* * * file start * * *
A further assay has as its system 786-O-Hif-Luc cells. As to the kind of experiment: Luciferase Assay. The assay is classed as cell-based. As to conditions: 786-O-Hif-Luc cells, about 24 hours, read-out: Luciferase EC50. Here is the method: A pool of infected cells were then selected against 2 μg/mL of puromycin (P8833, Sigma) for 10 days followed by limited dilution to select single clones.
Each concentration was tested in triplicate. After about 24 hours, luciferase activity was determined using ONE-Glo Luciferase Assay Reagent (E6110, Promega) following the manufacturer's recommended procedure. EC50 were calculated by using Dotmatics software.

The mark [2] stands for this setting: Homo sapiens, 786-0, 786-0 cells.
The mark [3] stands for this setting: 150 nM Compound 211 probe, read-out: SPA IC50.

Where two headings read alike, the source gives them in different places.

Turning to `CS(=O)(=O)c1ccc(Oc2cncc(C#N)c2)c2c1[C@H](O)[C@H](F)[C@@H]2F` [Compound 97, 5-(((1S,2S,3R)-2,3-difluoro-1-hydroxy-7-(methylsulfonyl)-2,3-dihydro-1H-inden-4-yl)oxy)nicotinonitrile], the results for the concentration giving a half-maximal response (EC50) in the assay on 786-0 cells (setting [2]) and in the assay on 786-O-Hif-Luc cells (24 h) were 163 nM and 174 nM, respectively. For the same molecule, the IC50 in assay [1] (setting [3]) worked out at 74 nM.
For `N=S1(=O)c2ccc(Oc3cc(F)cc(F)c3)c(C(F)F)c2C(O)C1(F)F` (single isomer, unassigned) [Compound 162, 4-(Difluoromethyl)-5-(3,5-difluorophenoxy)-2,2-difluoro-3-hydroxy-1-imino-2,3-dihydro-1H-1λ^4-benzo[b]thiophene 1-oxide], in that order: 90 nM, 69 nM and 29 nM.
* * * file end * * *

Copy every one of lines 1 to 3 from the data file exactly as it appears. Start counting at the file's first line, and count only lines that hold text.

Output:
A further assay has as its system 786-O-Hif-Luc cells. As to the kind of experiment: Luciferase Assay. The assay is classed as cell-based. As to conditions: 786-O-Hif-Luc cells, about 24 hours, read-out: Luciferase EC50. Here is the method: A pool of infected cells were then selected against 2 μg/mL of puromycin (P8833, Sigma) for 10 days followed by limited dilution to select single clones.
Each concentration was tested in triplicate. After about 24 hours, luciferase activity was determined using ONE-Glo Luciferase Assay Reagent (E6110, Promega) following the manufacturer's recommended procedure. EC50 were calculated by using Dotmatics software.

The mark [2] stands for this setting: Homo sapiens, 786-0, 786-0 cells.